Québécois visionary and one of Canada’s foremost cultural ambassadors, Robert Lepage has established himself as an internationally acclaimed director (stage and film), designer, playwright and performer. His dynamic and original approach constantly pushes the boundaries of theatrical performance, most notably with the use of new technologies. Drawing inspiration from contemporary life, his work has influenced a generation of artists and practitioners.
Born in Québec City, 1957, Robert Lepage had a profound interest in geography from an early age, so much so that he even dreamed of becoming a professor. However, it was his interest in art, which was to lead him to what would become his greatest passion, theatre. In 1975, at 17 years old, he began his training at the Conservatoire d’Art Dramatique de Québec. On returning from an internship in Paris (1978), he spent two years acting, writing and directing various productions before joining Théâtre Repère.
In 1984, he created Circulations, which was presented across Canada and won an award as Best Canadian Production during La Quinzaine Internationale de Théâtre de Québec. The following year, with The Dragon’s Trilogy, his work first received international recognition. This was followed by Vinci (1986), Polygraph (1987-1990) and Tectonic Plates (1988-1990).
From 1989 to 1993, he was the artistic director at the National Arts Centre’s French Theatre, in Ottawa. At the same time, he continued his innovative stage directing with Needles and Opium (1991-1993/1994-1996), Coriolan, Macbeth et la tempête (1992-1994) and A Midsummer Night’s Dream (1992), for which he became the first North American ever to direct a Shakespeare play at London’s Royal National Theatre.
In 1994, Lepage took an important step by founding his own multidisciplinary production company, Ex Machina. Taking on once more the role of artistic director, he lead his new team through the creative process that produced the critically acclaimed Seven Streams of the River Ota (1994), Le Songe d’une nuit d’été (1995) along with his third one-man show, Elsinore (1995-1997). In 1994, he began to branch out, extending his talents into the world of cinema. His abilities as a scriptwriter and director were immediately recognised with his first feature film, Le Confessionnal, which was invited to open the Director’s Fortnight at the Cannes Film Festival in 1995. He later went on to direct Le Polygraphe (1996), Nô (1998) and his first English feature film Possible Worlds (2000).
La Caserne Dalhousie, a multidisciplinary production centre, opened in June of 1997 under Lepage’s watchful eye. In their new workspace, he and his team created Geometry of Miracles (1998), Zulu Time (1999) and The Far Side of the Moon (2000). The many prizes won by his most recent one-man show include four trophies at le Gala des Masques, a Time Out Award and the prestigious Evening Standard Award.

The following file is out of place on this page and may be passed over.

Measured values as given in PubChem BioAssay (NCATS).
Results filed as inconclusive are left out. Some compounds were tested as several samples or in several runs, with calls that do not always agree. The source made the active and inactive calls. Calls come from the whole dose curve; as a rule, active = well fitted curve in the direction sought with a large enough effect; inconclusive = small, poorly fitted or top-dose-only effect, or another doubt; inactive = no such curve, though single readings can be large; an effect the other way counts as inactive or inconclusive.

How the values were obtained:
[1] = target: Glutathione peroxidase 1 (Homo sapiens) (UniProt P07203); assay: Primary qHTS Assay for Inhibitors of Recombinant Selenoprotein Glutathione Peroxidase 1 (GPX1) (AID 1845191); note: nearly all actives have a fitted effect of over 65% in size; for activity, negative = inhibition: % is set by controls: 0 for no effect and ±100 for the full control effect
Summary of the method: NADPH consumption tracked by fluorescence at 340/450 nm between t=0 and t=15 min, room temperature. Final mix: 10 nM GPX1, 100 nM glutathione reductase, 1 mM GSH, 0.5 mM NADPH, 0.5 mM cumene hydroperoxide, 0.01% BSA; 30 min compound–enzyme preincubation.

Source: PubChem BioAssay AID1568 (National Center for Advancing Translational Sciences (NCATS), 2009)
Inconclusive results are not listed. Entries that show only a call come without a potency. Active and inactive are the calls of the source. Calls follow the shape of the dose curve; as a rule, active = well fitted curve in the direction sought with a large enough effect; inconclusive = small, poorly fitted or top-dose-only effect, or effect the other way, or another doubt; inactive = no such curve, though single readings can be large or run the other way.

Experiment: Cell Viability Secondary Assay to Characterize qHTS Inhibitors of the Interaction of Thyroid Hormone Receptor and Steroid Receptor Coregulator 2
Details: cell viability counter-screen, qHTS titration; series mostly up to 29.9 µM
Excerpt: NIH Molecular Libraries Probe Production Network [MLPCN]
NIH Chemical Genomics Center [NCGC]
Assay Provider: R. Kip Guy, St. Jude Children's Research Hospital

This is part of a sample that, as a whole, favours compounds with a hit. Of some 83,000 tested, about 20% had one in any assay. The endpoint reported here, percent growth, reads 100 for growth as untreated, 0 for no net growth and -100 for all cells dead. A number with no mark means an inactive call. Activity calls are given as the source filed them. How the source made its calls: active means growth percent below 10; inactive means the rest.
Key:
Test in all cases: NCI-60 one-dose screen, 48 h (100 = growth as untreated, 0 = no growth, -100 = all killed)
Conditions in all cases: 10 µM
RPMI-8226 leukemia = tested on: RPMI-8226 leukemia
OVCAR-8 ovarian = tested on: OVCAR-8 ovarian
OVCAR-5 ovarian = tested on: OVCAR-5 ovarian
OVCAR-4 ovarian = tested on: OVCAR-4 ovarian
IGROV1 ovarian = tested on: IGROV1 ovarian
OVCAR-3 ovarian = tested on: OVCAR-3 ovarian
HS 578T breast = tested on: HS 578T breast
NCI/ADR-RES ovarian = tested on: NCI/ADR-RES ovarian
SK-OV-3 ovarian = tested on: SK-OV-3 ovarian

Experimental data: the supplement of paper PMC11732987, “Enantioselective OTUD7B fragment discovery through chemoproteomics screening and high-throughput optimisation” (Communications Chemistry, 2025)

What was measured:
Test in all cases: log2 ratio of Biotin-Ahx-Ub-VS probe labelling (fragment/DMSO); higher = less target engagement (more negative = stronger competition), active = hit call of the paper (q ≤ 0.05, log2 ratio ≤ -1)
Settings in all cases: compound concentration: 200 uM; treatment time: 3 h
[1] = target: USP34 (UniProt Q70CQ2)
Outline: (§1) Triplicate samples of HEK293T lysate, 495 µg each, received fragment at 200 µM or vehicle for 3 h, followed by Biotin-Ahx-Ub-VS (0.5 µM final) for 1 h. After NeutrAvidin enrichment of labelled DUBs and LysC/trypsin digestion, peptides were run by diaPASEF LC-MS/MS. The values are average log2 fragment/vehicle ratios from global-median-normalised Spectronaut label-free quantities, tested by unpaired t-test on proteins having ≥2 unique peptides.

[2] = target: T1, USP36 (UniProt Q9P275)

His growing reputation elicited offers from many different fields thus allowing him to broaden his artistic experience. Presenting the double bill Bluebeard`s Castle and Erwartung at the Canadian Opera Company, Lepage proved to be as gifted in opera as he was in theatre. He repeated this feat in 1999 by presenting The Damnation of Faust in Japan. The production went on to play in Paris in 2001. In addition, he conceived and directed for the stage Peter Gabriel’s Secret World Tour in 1993, which was hailed by critics worldwide. He later took on the role of artistic director of Métissages (2000), an exhibition at Le Musée de la Civilisation du Québec. He recently teamed up again with Gabriel to stage his 2002 tour, Growing Up Live.
Lepage’s work has been recognized and honoured numerous times. The most recent prizes include the medal of l’Ordre National du Québec, awarded in 1999. In September of 2000, he was the recipient of the SORIQ Award, acknowledging his dynamic and varied international career. In October 2001, he was honoured to become a “World Leader” at the Harbourfront Centre, recognizing once more the extent of his worldwide success. In March of 2002, the French embassy invited him to join the Legion of Honor. In April 2002, the Metropolitan Chamber of Commerce named him “Grand Québécois.” In November 2002, he was recipient of the Herbert Whittaker Drama Bench Award for his outstanding contribution to Canadian Theatre. Finally, in November 2003, he was recipient of the Prix Denise-Pelletier, the most prestigious award attributed by the Government of Québec in the field of stage arts.
Recently, he oversaw La Casa Azul’s world tour, a biographical play about Mexican painter Frida Kahlo. He and a new cast also revived the cult-classic Dragon’s Trilogy for the Festival de Théâtre des Amériques’ 10th Edition. The show has since been presented in Europe and worldwide. Finally, Lepage directed, in 2003, his fifth feature film, adapted from his award-winning play La Face cachée de la lune, or, The Far Side of the Moon.
The Busker`s Opera was presented at the Montreal High Lights Festival in February 2004. For the second time, Lepage worked with the robotics specialist Louis-Philippe Demers. The resulting “jaquemart” (jackdow), directed by Robert Lepage, is a special commission for the Lille 2004 – European Capital of Culture jaquemart programme.
Currently, he is collaborating with Cirque du Soleil who called on his talent to create their next permanent Las Vegas show named KÀ at the MGM Grand Hotel. Along with Maestro Lorin Maazel, he is working on an opera based on George Orwell’s novel 1984.
He is also working on various new productions including Elegant Universe, La Celestina and his next one-man show.
Also see: Robert Lepage’s filmography.
Photo of Robert Lepage by Sophie Grenier
This biography of Robert Lepage was supplied to Northernstars.ca